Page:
Ohio’s HIV laws automatically treat HIV-positive individuals like they are criminals. It is currently the only disease in Ohio that is treated like a weapon—Ohio law is silent when it comes to all other sexually transmitted infections (STIs).[25] By virtue of struggling with this life-changing illness a person is automatically classified as a second-class citizen by the Ohio HIV Statute.

The Argument for Intent

In the fall of 2013, James McGonegal, an HIV-positive minister, visited Cleveland’s Edgewater Park to solicit other men for sex, where he unknowingly solicited an under-cover police officer for oral sex. When he was brought back to the police station for questioning about the solicitation charge he voluntarily disclosed his HIV-positive status and was charged with a third degree felony which could have resulted in thirty-six months in jail.[26] McGonegal’s attorney asked the court to consider Ohio’s HIV Statutes outdated, stating, “Eighteen years have passed since this law was enacted, and facts that existed then don’t exist today… My client is being charged with a felony for the mere presence of HIV.”[27] Cuyahoga County Common Pleas Court Judge Friedman agreed with McGonegal’s attorney and, under the provisions of a plea bargain, McGonegal will attend an intervention program, complete fifty hours of community service, and agree to stay out of all Cleveland parks.[28]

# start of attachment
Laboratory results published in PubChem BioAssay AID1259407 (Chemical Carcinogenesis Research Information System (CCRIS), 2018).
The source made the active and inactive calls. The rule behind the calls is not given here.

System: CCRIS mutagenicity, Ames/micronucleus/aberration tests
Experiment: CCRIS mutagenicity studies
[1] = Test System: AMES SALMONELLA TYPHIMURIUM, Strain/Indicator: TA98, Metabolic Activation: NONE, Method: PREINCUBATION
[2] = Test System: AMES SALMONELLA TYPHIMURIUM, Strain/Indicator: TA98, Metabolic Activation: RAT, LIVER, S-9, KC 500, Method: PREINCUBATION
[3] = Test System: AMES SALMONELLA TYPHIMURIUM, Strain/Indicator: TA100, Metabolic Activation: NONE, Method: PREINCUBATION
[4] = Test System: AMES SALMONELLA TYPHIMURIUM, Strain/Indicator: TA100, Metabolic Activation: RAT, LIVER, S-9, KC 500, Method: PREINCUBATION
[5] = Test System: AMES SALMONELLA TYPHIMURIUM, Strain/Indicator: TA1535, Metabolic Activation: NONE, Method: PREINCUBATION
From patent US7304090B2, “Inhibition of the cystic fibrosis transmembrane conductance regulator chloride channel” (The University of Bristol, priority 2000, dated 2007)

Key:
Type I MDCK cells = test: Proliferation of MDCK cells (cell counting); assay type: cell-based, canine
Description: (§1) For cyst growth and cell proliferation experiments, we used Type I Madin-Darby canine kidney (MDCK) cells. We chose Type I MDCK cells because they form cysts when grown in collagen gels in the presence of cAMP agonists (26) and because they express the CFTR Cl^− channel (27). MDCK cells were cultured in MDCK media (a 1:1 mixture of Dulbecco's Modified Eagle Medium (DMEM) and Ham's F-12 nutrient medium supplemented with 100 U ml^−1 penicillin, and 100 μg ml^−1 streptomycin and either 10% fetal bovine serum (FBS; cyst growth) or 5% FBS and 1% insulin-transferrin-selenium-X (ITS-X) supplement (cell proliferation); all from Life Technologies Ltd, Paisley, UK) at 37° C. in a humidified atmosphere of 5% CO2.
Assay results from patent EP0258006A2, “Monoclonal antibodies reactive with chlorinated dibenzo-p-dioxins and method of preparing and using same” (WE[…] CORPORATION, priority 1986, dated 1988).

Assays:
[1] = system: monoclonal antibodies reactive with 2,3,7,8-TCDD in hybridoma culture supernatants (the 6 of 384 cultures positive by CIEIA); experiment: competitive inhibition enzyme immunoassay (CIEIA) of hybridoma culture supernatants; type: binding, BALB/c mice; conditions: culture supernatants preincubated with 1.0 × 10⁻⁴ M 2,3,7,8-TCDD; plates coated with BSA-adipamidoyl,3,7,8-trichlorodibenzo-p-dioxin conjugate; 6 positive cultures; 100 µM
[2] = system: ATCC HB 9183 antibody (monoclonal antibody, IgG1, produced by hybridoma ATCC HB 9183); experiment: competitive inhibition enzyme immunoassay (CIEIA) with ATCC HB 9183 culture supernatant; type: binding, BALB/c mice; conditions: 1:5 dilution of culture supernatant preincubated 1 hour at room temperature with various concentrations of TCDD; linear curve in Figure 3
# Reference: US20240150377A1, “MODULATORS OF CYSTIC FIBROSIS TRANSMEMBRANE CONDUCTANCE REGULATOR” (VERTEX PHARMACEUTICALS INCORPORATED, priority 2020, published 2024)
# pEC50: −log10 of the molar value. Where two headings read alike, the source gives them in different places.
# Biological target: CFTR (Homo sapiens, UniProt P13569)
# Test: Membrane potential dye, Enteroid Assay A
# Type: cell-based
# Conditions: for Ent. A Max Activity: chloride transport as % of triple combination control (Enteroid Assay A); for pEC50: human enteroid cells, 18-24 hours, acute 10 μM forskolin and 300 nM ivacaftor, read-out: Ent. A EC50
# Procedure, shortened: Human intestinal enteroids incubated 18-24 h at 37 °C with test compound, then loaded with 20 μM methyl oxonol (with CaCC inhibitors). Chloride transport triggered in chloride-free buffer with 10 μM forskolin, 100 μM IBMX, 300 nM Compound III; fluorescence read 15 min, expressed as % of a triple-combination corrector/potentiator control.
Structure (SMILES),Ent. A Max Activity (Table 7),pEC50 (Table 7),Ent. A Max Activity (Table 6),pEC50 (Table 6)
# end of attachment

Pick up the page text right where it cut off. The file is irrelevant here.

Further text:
James McGonegal’s case exemplifies the issues with Ohio’s current HIV laws. Ohio only requires that a person to know that they have HIV to meet its intent requirement.[29] Provided that you are aware that you are HIV-positive, you must disclose your status. However, risk of HIV transmission depends on a number of factors including the nature of exposure. For example, the CDC has found that oral sex with an HIV-positive person would result in transmission of the disease in only four out of 10,000 cases.[30]  The risk of transmission also decreases significantly when people are taking antiretroviral medications and have an undetectable viral load.[31] In McGonegal’s case, he was taking his medications and engaging only in low-risk activities. He did not go to Edgewater Park with the intention of infecting someone with HIV. Yet, somehow, he was still treated as a criminal for his actions.

There are rare cases where individuals use their HIV status as a weapon and those people should be punished. But a newly-positive individual trying to come out to their partner for the first time should not be lumped in with these criminals. In New York an HIV-positive man was accused of intentionally infecting at least thirteen people with the virus.[32] He pled guilty to one count of reckless endangerment and two counts of statutory rape, for which he received a twelve-year sentence.[33] When he completed his sentence he was kept confined under state laws that permit dangerous, mentally unstable patients to remain in prison. The circumstances of this case are rare, but it shows policymakers that there are other laws in place that help keep people with HIV who actively try to infect others behind bars.